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While organs yet were mute,
Timotheus, to his breathing flute
And sounding lyre,
Could swell the soul to rage, or kindle soft desire.
At last divine Cecilia came,
Inventress of the vocal frame;
The sweet enthusiast from her sacred store
Enlarged the former narrow bounds,
And added length to solemn sounds,
With Nature's mother-wit, and arts unknown be.

fore.
Let old Timotheus yield the prize,
Or both divide the crown ;
He raised a mortal to the skies ;
She drew an angel down !

John Dryden.

LA BELLE DAME SANS MERCY

“Ah! what can ail thee, wretched wight,

Alone and palely loitering?
The sedge is withered from the lake,

And no birds sing.

“Ah! what can ail thee, wretched wight,

So haggard and so woebegone ?
The squirrel's granary is full,

And the harvest's done.

“ I see a lily on thy brow,

With anguish moist and fever-dew;
And on thy cheek a fading rose

Fast withereth, too.”

“I met a lady in the meads,

Full beautiful, - a fairy's child ; Her hair was long, her foot was light,

And her eyes were wild.

66 I set her on my pacing steed,

And nothing else saw all day long; For sideways would she lean and sing

A fairy's song.

6 I made a garland for her head,

And bracelets, too, and fragrant zone ; She looked at me as she did love,

And made sweet moan.

“She found me roots of relish sweet,

And honey wild, and manna-dew; And sure in language strange she said,

"I love thee true.'

“ She took me to her elfin grot,

And there she gazed and sighed full sore, And there I shut her wild, sad eyes

With kisses four.

6. And there she lulled me asleep,

And there I dreamed, ah! woe betide, The latest dream I ever dreamed,

On the cold hillside :

“ I saw pale kings and princes, too,

Pale warriors, -death-pale were they all ; Who cried, · La Belle Dame Sans Mercy

Hath thee in thrall !'

“I saw their starved lips in the gloom,

With horrid warning gaped wide ; And I awoke, and found me here

On the cold hillside.

And this is why I sojourn here,

Alone and palely loitering ; Though the sedge is withered from the lake, And no birds sing."

John Keats.

THE WANDERING KNIGHT'S SONG

From the Spanish

My ornaments are arms,

My pastime is in war,
My bed is cold upon the wold,

My lamp yon star.

My journeyings are long,

My slumbers short and broken;
From hill to hill I wander still,

Kissing thy token.

I ride from land to land,

I sail from sea to sea ;
Some day more kind I fate may find,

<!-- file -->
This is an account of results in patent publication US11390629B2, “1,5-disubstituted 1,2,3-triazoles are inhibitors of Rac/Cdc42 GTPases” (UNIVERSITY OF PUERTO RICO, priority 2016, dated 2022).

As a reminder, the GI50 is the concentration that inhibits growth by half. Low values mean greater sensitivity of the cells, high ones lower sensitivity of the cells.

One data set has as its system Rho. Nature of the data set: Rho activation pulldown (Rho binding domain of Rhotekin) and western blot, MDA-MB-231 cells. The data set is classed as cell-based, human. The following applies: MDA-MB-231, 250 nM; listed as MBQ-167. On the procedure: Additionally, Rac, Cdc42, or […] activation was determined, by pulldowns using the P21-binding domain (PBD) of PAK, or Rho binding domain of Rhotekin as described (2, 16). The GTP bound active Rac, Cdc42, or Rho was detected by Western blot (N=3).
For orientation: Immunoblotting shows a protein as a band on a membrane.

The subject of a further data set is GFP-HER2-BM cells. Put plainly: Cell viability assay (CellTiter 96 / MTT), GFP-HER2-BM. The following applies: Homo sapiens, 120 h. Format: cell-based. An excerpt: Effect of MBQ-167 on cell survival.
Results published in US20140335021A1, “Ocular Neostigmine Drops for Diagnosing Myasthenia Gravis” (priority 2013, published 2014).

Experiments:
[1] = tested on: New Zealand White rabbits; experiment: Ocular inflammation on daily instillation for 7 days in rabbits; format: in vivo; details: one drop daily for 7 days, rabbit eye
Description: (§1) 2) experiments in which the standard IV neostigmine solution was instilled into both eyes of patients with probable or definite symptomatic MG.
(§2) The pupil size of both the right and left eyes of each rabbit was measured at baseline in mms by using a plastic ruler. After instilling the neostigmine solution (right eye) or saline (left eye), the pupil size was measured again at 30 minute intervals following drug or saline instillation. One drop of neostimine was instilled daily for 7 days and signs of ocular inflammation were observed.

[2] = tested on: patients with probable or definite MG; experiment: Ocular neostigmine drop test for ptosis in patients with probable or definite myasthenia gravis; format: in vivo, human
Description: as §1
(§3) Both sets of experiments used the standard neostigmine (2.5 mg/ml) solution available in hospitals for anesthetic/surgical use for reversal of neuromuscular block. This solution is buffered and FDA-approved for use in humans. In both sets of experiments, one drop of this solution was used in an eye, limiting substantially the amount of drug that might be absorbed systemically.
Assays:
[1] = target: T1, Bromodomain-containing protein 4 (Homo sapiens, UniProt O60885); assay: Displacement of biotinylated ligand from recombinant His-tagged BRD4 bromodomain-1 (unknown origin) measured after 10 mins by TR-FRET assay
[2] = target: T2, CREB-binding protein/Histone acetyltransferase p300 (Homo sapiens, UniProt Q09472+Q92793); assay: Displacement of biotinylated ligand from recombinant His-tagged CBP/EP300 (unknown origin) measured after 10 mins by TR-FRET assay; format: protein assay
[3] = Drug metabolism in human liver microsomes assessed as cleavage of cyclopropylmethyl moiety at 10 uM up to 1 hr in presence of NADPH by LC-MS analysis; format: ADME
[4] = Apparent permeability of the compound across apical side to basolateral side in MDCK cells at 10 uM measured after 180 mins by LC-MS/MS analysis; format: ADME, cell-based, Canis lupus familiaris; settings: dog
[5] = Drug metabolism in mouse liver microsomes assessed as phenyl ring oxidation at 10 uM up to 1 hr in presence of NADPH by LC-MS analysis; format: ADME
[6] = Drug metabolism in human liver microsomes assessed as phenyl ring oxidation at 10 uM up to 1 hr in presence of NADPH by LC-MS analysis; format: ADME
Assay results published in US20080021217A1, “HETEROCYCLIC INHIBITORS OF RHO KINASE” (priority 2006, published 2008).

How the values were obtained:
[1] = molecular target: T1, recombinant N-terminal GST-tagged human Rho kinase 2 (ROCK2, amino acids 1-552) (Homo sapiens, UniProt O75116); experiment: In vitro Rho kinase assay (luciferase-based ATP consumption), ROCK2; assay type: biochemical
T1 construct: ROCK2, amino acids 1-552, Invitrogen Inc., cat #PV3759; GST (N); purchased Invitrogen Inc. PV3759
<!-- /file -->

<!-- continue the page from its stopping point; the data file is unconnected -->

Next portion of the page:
Some night, kiss thee.

John Gibson Lockhart,

TO THE NIGHT

SWIFTLY walk over the western wave,

Spirit of Night!
Out of the misty eastern cave,
Where all the long and lone daylight
Thou wovest dreams of joy and fear
Which make thee terrible and dear,-

Swift be thy flight!

Wrap thy form in a mantle gray,

Star-inwrought!
Blind with thine hair the eyes of day,
Kiss her until she be wearied out,
Then wander o'er city, and sea, and land,
Touching all with thine opiate wand, -

Come, long-sought!

When I arose and saw the dawn,

I sighed for thee; When light rode high, and the dew was gone, And noon lay heavy on flower and tree, And the weary Day turned to his rest, Lingering like an unloved guest,

I sighed for thee.

Thy brother Death came, and cried,

Wouldst thou me ?
Thy sweet child Sleep, the filmy-eyed,
Murmured like a noontide bee,

Shall I nestle near thy side ?
Wouldst thou me? And I replied,

No, not thee!

Death will come when thou art dead,

Soon, too soon ;
Sleep will come when thou art fled ;
Of neither would I ask the boon
I ask of thee, beloved Night -
Swift be thine approaching flight,
Come soon, soon!

Percy Bysshe Shelley.

ON FIRST LOOKING INTO CHAPMAN'S

HOMER

Much have I traveled in the realms of gold,
And many goodly states and kingdoms seen;
Round many western islands have I been
Which bards in fealty to Apollo hold.
Oft of one wide expanse had I been told
That deep-browed Homer ruled as his demesne ;
Yet did I never breathe its pure serene
Till I heard Chapman speak out loud and

bold :
Then felt I like some watcher of the skies
When a new planet swims into his ken;
Or like stout Cortes when with eagle eyes
He stared at the Pacific, and all his men
Looked at each other with a wild surmise,
Silent, upon a peak in Darien.

John Keats.

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